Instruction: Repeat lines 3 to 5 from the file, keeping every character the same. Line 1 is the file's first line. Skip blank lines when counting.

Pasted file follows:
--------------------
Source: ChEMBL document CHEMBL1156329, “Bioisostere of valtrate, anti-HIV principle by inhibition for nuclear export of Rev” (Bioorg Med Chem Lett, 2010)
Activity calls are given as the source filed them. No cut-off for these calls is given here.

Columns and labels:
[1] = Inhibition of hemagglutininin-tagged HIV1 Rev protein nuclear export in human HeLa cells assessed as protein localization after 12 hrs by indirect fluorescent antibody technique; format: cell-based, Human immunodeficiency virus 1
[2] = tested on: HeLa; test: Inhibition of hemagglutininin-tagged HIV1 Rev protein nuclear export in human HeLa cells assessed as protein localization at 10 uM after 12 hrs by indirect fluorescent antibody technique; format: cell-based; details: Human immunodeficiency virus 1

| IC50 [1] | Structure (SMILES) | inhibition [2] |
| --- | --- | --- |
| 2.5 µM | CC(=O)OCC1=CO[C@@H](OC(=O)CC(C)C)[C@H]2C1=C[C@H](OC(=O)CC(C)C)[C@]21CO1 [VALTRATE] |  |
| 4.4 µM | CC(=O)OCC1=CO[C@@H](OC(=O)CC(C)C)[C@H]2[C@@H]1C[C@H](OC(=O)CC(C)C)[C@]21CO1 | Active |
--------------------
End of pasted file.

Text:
Columns and labels:
[1] = Inhibition of hemagglutininin-tagged HIV1 Rev protein nuclear export in human HeLa cells assessed as protein localization after 12 hrs by indirect fluorescent antibody technique; format: cell-based, Human immunodeficiency virus 1
[2] = tested on: HeLa; test: Inhibition of hemagglutininin-tagged HIV1 Rev protein nuclear export in human HeLa cells assessed as protein localization at 10 uM after 12 hrs by indirect fluorescent antibody technique; format: cell-based; details: Human immunodeficiency virus 1